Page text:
For example, if I tell someone who doesn’t spend a lot of time in nature that we're going to see loss of forests due to climate change, that message might not resonate for them. But if I understand that this is a person who really cares about their kids' health, then I can talk about how, when we address the sources of pollution that are warming the globe, we can actually make the air cleaner in cities in a way that helps prevent respiratory illness in kids. This is something that is an actual upside of addressing the changing climate for this audience.

Similarly, we know that there are Evangelical Christians who care a lot about preserving the planet as god’s gift to humanity. When you talk to someone from that community, the way you talk about climate change will be very different from how you might talk about it with someone who is an atheist who lives in a coastal area and is going to face floods of their property because of sea-level rise.

A lot of how we get past this idea of people who seem to not care about climate change is to stop presenting it in such an abstract way. Obviously, climate change is happening at the global level. It has to do with atmospheric parts per million of carbon dioxide and degrees of warming and all of these physical phenomena that are important to understand for scientists. But when we try to bring people in the door, we need to bring it down to their kitchen tables and to what matters to them.

For some people, having a sense of the magnitude of the problem can be a difficult message to hear over and over again. Psychological research shows that if you keep giving people a sense of doomsday, their natural, human response is going to be to say, “I can't take do anything about this.” So one of the things we need to focus on in our messaging is: what does it look like to address climate change?

We need to start talking about the ways that life gets better when we solve the climate crisis and also about the fun and joy of trying to solve problems together. There was a lot of joy, for example, in the Civil Rights Movement in the United States, in the 1960s. That's been true of global movements around the world. I think we need to avoid sugarcoating the crisis, we don't want to pretend like it's not going to be that bad, but we also need to focus on the opportunities for improvement that climate action brings us.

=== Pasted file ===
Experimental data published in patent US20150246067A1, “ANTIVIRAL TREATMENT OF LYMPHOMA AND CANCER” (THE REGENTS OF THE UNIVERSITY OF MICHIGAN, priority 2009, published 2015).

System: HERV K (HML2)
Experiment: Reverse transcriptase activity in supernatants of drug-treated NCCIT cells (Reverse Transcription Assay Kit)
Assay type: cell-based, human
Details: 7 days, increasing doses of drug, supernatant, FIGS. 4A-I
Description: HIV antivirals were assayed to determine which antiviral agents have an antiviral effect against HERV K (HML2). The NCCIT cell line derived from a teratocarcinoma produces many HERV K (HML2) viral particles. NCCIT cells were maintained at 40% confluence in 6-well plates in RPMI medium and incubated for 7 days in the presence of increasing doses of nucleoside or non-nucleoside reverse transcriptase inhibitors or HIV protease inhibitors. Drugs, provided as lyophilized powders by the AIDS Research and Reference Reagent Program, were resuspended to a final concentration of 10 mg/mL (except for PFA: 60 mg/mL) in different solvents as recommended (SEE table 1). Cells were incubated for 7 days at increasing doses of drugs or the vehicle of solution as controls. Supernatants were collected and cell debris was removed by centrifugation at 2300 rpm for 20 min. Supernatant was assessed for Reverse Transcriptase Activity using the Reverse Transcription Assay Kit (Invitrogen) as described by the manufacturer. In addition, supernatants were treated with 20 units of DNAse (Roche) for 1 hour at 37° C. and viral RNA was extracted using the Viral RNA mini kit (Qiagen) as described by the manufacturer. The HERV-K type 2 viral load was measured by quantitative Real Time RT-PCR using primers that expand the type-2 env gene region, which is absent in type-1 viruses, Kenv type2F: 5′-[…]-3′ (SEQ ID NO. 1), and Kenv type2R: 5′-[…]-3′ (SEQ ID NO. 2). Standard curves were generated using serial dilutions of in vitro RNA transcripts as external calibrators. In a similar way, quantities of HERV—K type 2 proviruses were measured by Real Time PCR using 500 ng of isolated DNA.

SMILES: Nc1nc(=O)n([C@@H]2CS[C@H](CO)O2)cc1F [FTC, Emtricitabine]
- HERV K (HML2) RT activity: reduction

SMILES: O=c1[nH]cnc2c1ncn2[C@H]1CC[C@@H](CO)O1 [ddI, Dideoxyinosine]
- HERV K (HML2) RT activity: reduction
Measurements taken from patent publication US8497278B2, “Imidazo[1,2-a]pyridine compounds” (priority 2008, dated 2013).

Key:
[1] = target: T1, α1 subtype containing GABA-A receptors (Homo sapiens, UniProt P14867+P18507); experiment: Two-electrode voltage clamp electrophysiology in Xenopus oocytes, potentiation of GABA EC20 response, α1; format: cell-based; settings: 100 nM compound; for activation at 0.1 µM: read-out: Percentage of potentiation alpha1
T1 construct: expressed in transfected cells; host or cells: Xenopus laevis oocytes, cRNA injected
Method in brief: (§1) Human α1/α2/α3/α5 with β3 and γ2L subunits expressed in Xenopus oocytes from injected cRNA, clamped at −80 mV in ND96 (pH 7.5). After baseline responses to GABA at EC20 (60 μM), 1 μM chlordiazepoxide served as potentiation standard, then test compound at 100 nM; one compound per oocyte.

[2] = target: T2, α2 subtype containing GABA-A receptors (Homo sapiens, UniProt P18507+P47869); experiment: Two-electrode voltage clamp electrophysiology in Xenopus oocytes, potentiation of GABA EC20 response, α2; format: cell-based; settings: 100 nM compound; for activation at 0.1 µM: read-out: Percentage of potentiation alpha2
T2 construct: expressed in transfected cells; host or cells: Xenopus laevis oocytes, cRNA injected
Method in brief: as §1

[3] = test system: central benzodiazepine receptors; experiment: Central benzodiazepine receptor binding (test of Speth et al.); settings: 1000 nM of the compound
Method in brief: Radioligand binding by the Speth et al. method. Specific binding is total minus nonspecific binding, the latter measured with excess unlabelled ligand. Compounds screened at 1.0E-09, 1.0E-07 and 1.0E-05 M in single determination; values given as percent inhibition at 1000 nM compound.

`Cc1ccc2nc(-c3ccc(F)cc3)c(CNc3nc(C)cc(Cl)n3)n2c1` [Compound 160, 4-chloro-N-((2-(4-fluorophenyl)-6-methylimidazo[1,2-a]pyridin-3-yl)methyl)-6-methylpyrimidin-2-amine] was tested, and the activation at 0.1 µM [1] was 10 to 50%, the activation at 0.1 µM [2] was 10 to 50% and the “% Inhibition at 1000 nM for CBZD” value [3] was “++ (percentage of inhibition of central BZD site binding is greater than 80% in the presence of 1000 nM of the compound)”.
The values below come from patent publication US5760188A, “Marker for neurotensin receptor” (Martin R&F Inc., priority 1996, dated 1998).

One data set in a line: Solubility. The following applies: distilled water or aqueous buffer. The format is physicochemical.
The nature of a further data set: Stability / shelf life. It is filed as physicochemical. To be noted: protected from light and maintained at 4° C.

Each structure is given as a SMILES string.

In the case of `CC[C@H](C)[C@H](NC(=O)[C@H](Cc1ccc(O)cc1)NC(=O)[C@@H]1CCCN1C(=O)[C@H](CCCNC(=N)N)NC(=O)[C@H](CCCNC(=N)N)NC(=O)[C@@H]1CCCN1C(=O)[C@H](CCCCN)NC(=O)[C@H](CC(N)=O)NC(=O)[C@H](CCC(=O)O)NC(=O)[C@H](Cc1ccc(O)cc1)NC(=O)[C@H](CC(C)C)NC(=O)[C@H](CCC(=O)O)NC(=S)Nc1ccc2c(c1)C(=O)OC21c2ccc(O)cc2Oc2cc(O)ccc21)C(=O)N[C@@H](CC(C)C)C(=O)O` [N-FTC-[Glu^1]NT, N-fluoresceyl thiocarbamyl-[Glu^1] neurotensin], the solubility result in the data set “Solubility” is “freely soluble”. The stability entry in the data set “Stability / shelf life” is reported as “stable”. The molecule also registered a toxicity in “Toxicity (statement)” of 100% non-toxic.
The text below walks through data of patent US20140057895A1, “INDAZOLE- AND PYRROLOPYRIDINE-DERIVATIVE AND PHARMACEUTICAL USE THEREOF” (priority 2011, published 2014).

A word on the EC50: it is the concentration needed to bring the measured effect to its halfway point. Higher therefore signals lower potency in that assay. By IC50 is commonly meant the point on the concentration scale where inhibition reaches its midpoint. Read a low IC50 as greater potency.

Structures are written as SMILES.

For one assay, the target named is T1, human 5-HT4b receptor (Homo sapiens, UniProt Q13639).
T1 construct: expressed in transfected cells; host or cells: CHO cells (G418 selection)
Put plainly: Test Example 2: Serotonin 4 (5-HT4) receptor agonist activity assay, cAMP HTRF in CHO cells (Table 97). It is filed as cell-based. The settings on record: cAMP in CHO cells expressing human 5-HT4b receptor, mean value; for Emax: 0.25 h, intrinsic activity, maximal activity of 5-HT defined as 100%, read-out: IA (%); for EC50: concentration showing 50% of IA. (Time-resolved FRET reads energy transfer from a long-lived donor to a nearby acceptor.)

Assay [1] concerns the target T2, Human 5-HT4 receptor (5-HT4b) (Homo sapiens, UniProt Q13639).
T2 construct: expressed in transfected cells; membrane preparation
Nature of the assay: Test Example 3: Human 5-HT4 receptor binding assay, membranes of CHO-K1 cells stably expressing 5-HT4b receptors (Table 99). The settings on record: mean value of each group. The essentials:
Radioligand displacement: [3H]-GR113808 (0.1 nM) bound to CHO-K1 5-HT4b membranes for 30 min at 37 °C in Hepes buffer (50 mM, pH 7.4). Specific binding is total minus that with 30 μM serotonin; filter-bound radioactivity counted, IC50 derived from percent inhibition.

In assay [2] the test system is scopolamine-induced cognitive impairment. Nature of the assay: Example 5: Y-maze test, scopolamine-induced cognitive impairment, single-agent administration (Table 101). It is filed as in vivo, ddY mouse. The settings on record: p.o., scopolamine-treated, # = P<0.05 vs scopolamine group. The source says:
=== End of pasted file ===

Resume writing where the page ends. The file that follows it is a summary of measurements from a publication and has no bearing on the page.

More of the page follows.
You have had the opportunity to work in many different countries. What was the most challenging of these experiences and how did they impact your career?

Yes, when I worked in Vietnam 16 years ago, I was trying to increase the capacity of a rural hospital to diagnose and treat HIV patients. There had been this propaganda campaign from the government, called the Social Evils Campaign. The government tried to discourage people from prostitution and using intravenous drugs. In doing so, they demonized people with HIV by putting them on these posters. The posters did not make them look like people who are victims or survivors but like bad people. The effect was to create a big stigma that drove the underground diagnosis of HIV/AIDS in Vietnam and also stigmatized sex workers and drug users.

So trying to work in that context and trying to understand what it is like to work within the political and cultural norms that reinforce the idea of not getting that test and not figuring out what's wrong with you was a huge a-ha moment in my career. Sometimes there is information that can really serve people and save their lives, but if there is a pre-existing belief system, the information alone is never going to be enough. And so for me, working in a country where that difference was so apparent, shaped my thinking on how we go about providing people with knowledge from science in a way that actually changes people’s lives for the better.